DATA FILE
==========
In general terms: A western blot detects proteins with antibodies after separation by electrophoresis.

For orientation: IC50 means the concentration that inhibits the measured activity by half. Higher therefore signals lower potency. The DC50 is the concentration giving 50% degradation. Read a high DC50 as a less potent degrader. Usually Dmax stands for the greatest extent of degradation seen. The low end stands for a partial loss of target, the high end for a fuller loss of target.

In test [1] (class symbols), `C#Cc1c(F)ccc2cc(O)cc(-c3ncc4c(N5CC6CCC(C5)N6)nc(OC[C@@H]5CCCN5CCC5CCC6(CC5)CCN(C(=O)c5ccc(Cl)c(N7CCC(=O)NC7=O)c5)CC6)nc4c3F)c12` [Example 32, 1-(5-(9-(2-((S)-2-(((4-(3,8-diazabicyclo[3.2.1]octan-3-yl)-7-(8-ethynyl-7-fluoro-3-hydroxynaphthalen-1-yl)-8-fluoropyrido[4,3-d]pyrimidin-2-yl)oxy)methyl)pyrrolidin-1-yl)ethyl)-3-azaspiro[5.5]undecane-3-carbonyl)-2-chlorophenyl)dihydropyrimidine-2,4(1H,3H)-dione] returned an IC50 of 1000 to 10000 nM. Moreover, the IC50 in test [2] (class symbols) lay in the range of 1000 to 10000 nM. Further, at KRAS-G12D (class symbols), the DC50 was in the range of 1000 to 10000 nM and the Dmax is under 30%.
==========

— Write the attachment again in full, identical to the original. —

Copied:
In general terms: A western blot detects proteins with antibodies after separation by electrophoresis.

For orientation: IC50 means the concentration that inhibits the measured activity by half. Higher therefore signals lower potency. The DC50 is the concentration giving 50% degradation. Read a high DC50 as a less potent degrader. Usually Dmax stands for the greatest extent of degradation seen. The low end stands for a partial loss of target, the high end for a fuller loss of target.

In test [1] (class symbols), `C#Cc1c(F)ccc2cc(O)cc(-c3ncc4c(N5CC6CCC(C5)N6)nc(OC[C@@H]5CCCN5CCC5CCC6(CC5)CCN(C(=O)c5ccc(Cl)c(N7CCC(=O)NC7=O)c5)CC6)nc4c3F)c12` [Example 32, 1-(5-(9-(2-((S)-2-(((4-(3,8-diazabicyclo[3.2.1]octan-3-yl)-7-(8-ethynyl-7-fluoro-3-hydroxynaphthalen-1-yl)-8-fluoropyrido[4,3-d]pyrimidin-2-yl)oxy)methyl)pyrrolidin-1-yl)ethyl)-3-azaspiro[5.5]undecane-3-carbonyl)-2-chlorophenyl)dihydropyrimidine-2,4(1H,3H)-dione] returned an IC50 of 1000 to 10000 nM. Moreover, the IC50 in test [2] (class symbols) lay in the range of 1000 to 10000 nM. Further, at KRAS-G12D (class symbols), the DC50 was in the range of 1000 to 10000 nM and the Dmax is under 30%.